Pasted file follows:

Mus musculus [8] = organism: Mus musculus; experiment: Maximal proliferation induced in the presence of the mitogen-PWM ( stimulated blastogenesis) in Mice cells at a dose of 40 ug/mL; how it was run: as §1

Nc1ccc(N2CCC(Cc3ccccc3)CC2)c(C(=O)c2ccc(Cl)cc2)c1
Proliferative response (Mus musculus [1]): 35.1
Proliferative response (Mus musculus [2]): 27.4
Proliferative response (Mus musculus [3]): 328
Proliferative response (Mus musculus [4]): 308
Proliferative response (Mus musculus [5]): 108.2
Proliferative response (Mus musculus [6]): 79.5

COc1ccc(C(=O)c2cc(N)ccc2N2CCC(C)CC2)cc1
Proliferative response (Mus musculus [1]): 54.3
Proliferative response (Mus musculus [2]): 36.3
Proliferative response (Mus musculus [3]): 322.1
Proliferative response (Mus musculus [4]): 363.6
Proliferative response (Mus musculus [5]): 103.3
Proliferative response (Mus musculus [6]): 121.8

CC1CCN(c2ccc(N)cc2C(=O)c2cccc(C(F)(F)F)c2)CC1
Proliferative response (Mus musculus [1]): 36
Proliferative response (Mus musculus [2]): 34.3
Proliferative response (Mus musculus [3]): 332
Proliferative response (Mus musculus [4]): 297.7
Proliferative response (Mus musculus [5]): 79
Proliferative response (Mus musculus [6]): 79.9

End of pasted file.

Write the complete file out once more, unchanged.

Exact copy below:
Mus musculus [8] = organism: Mus musculus; experiment: Maximal proliferation induced in the presence of the mitogen-PWM ( stimulated blastogenesis) in Mice cells at a dose of 40 ug/mL; how it was run: as §1

Nc1ccc(N2CCC(Cc3ccccc3)CC2)c(C(=O)c2ccc(Cl)cc2)c1
Proliferative response (Mus musculus [1]): 35.1
Proliferative response (Mus musculus [2]): 27.4
Proliferative response (Mus musculus [3]): 328
Proliferative response (Mus musculus [4]): 308
Proliferative response (Mus musculus [5]): 108.2
Proliferative response (Mus musculus [6]): 79.5

COc1ccc(C(=O)c2cc(N)ccc2N2CCC(C)CC2)cc1
Proliferative response (Mus musculus [1]): 54.3
Proliferative response (Mus musculus [2]): 36.3
Proliferative response (Mus musculus [3]): 322.1
Proliferative response (Mus musculus [4]): 363.6
Proliferative response (Mus musculus [5]): 103.3
Proliferative response (Mus musculus [6]): 121.8

CC1CCN(c2ccc(N)cc2C(=O)c2cccc(C(F)(F)F)c2)CC1
Proliferative response (Mus musculus [1]): 36
Proliferative response (Mus musculus [2]): 34.3
Proliferative response (Mus musculus [3]): 332
Proliferative response (Mus musculus [4]): 297.7
Proliferative response (Mus musculus [5]): 79
Proliferative response (Mus musculus [6]): 79.9